Play School: Easy Ajax – load

Posted on 13th January 2009 — Ajax is made incredibly simple with jQuery. There’s a number of helper functions to get in to the nitty gritty of Ajax, but if you want something that’s quick and simple to get going with the .load function is the best place to start.

.load will pull a URL from your server and load it in to the selector you specify.


Watch the jQuery Ajax load screencast (Alternative flash version)

QuickTime version is approximately 20Mb, flash version is streaming.

View the demo used in the screencast (view the source)

Search Example

Our example has a simple search field and works initially without JavaScript enabled.

We’re going to then apply jQuery, and when the users enters a key in the search field it fires off an Ajax request.


The jQuery required to hijax the page so that live searching can occur is very simple.

The steps required are:

  1. Trigger some code when the user keyup on the search field.
  2. Send the search string to the server and insert the contents in the DOM.

The load function takes 3 parameter, only the first is required:

load(url, data, callback)

In the screencast we change the PHP script so that it only returns the HTML fragment, such as:

<li>Times New Roman</li>

And our jQuery was simple:

$(function () {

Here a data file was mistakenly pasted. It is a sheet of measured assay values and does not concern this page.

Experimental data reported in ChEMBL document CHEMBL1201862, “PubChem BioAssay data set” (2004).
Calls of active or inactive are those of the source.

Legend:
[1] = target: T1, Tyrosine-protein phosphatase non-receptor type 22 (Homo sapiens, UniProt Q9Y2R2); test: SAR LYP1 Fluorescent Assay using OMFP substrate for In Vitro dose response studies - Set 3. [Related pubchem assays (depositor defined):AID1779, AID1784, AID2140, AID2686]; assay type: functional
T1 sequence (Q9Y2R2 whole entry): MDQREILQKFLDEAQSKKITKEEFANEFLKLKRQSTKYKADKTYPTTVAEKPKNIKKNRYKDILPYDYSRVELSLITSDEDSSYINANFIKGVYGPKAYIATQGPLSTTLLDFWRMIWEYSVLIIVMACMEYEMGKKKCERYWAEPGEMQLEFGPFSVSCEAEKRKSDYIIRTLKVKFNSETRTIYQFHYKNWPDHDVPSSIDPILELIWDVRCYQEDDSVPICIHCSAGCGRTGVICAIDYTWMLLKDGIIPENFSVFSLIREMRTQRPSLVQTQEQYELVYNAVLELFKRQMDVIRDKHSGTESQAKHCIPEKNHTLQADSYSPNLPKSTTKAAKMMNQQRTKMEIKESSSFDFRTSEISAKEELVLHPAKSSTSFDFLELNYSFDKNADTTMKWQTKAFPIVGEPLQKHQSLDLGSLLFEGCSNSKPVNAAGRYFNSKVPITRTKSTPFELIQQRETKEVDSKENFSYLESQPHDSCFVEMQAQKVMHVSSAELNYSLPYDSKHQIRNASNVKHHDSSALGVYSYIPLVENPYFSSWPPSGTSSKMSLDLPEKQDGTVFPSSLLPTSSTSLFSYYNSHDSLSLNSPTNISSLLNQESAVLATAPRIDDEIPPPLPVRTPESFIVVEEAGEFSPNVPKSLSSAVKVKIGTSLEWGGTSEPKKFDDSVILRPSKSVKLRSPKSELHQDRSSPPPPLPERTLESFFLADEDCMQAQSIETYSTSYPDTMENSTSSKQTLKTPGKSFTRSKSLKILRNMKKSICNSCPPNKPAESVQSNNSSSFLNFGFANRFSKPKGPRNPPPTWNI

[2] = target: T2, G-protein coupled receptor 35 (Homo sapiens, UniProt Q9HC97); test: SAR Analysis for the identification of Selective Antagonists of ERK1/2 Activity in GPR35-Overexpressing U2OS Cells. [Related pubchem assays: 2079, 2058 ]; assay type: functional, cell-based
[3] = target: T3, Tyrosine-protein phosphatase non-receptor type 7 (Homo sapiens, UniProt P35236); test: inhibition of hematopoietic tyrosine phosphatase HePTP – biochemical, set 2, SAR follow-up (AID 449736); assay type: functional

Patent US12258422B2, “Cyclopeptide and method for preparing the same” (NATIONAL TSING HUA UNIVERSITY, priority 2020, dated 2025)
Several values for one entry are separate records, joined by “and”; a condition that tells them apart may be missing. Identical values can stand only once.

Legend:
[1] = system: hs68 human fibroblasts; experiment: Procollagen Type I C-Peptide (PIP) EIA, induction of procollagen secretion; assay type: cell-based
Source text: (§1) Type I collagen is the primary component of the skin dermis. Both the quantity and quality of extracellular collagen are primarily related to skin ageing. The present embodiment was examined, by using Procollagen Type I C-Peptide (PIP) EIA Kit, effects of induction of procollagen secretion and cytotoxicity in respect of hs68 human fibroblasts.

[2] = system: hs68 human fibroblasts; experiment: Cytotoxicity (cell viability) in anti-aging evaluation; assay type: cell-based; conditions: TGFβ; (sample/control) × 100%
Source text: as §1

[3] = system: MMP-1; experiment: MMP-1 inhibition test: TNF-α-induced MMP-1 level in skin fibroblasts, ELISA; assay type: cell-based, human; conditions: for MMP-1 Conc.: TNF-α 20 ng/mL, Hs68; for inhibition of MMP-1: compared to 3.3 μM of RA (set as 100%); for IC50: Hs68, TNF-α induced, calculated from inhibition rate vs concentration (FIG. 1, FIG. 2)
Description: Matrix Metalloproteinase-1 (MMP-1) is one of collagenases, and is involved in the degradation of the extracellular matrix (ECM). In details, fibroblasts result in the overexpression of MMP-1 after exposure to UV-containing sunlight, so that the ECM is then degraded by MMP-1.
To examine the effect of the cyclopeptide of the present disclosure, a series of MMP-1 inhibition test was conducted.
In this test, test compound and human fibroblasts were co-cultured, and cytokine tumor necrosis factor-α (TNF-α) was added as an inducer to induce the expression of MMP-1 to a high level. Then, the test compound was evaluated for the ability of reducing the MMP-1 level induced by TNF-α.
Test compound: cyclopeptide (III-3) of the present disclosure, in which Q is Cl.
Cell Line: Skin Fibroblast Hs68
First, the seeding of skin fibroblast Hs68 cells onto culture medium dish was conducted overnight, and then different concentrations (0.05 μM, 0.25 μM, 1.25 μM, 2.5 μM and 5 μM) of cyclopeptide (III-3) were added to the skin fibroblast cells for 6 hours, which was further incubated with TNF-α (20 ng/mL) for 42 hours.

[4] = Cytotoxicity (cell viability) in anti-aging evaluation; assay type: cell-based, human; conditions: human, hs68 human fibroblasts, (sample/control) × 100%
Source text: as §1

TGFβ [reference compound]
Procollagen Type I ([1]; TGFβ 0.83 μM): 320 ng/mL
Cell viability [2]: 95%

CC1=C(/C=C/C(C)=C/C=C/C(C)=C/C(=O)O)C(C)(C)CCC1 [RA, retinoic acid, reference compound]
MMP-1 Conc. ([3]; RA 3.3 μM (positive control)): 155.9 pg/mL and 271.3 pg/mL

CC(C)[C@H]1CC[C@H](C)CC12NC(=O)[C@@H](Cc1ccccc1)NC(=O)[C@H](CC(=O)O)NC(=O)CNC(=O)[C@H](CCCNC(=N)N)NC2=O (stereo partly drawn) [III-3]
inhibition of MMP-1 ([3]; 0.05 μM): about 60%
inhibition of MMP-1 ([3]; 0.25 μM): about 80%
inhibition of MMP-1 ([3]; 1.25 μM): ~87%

$('#name').keyup(function () {
    $('#results ul').load('load-example.php', { name : this.value });

Note that the parameters for the Ajax call are passed in separately as an object. When the parameters are passed in, the Ajax call is performed as a POST (not a GET).

Alternative Version

The final example, we decide to use the feature that allows us to load a URL and run the selector on the result.

So we call the url followed by the selector that contains the content that we’re interested in:

$(function () {
  $('#name').keyup(function () {
    $('#results ul').load('load-example.php #results ul li', { name : this.value });
Update: It’s worth noting that as of jQuery 1.3, the load function can take a string instead of an object if so required.

Finally: Optimisation

It’s worth noting that every time the user presses a key, there’s an Ajax hit. We wouldn’t want to do this in a real situation, unless we knew our server could take the traffic.

We could run this code when the form is submitted (remember to cancel the browsers default action by return false) or we could use a delay trick to ignore a quick succession of key presses (which you can see in the Ajax to validate forms example).